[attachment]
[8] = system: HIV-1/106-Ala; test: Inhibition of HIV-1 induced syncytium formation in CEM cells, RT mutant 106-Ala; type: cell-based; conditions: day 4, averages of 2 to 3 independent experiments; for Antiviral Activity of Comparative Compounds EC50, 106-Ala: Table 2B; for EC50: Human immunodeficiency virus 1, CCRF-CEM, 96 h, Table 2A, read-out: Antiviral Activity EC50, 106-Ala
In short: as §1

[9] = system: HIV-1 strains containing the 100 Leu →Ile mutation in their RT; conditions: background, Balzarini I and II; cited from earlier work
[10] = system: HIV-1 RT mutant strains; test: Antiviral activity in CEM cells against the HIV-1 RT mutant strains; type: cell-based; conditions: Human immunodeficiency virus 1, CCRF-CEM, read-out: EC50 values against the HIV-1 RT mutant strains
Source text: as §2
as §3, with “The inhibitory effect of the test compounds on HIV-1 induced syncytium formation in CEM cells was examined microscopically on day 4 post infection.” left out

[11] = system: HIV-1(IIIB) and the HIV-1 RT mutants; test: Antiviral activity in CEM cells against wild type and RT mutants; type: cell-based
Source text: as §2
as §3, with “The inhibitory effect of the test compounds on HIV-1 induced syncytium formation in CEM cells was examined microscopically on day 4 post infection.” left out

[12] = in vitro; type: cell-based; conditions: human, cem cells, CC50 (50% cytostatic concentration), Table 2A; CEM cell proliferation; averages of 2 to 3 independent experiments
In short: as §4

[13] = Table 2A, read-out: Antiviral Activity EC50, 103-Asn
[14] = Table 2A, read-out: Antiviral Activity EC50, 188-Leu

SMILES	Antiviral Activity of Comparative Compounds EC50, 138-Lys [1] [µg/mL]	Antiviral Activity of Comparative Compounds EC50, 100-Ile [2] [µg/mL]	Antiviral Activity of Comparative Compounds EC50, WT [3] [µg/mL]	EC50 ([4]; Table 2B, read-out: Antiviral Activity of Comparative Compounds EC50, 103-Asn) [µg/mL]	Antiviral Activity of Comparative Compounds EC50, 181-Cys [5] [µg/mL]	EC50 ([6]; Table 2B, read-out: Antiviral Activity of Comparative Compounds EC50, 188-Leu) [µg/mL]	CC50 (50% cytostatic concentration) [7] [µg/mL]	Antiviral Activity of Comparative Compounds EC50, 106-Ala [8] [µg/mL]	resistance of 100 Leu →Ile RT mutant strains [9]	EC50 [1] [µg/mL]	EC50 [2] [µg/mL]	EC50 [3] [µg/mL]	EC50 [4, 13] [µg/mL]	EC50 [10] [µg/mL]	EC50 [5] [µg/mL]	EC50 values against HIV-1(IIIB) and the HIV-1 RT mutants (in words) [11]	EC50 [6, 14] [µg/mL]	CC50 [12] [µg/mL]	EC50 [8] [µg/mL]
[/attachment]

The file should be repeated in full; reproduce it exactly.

[8] = system: HIV-1/106-Ala; test: Inhibition of HIV-1 induced syncytium formation in CEM cells, RT mutant 106-Ala; type: cell-based; conditions: day 4, averages of 2 to 3 independent experiments; for Antiviral Activity of Comparative Compounds EC50, 106-Ala: Table 2B; for EC50: Human immunodeficiency virus 1, CCRF-CEM, 96 h, Table 2A, read-out: Antiviral Activity EC50, 106-Ala
In short: as §1

[9] = system: HIV-1 strains containing the 100 Leu →Ile mutation in their RT; conditions: background, Balzarini I and II; cited from earlier work
[10] = system: HIV-1 RT mutant strains; test: Antiviral activity in CEM cells against the HIV-1 RT mutant strains; type: cell-based; conditions: Human immunodeficiency virus 1, CCRF-CEM, read-out: EC50 values against the HIV-1 RT mutant strains
Source text: as §2
as §3, with “The inhibitory effect of the test compounds on HIV-1 induced syncytium formation in CEM cells was examined microscopically on day 4 post infection.” left out

[11] = system: HIV-1(IIIB) and the HIV-1 RT mutants; test: Antiviral activity in CEM cells against wild type and RT mutants; type: cell-based
Source text: as §2
as §3, with “The inhibitory effect of the test compounds on HIV-1 induced syncytium formation in CEM cells was examined microscopically on day 4 post infection.” left out

[12] = in vitro; type: cell-based; conditions: human, cem cells, CC50 (50% cytostatic concentration), Table 2A; CEM cell proliferation; averages of 2 to 3 independent experiments
In short: as §4

[13] = Table 2A, read-out: Antiviral Activity EC50, 103-Asn
[14] = Table 2A, read-out: Antiviral Activity EC50, 188-Leu

SMILES	Antiviral Activity of Comparative Compounds EC50, 138-Lys [1] [µg/mL]	Antiviral Activity of Comparative Compounds EC50, 100-Ile [2] [µg/mL]	Antiviral Activity of Comparative Compounds EC50, WT [3] [µg/mL]	EC50 ([4]; Table 2B, read-out: Antiviral Activity of Comparative Compounds EC50, 103-Asn) [µg/mL]	Antiviral Activity of Comparative Compounds EC50, 181-Cys [5] [µg/mL]	EC50 ([6]; Table 2B, read-out: Antiviral Activity of Comparative Compounds EC50, 188-Leu) [µg/mL]	CC50 (50% cytostatic concentration) [7] [µg/mL]	Antiviral Activity of Comparative Compounds EC50, 106-Ala [8] [µg/mL]	resistance of 100 Leu →Ile RT mutant strains [9]	EC50 [1] [µg/mL]	EC50 [2] [µg/mL]	EC50 [3] [µg/mL]	EC50 [4, 13] [µg/mL]	EC50 [10] [µg/mL]	EC50 [5] [µg/mL]	EC50 values against HIV-1(IIIB) and the HIV-1 RT mutants (in words) [11]	EC50 [6, 14] [µg/mL]	CC50 [12] [µg/mL]	EC50 [8] [µg/mL]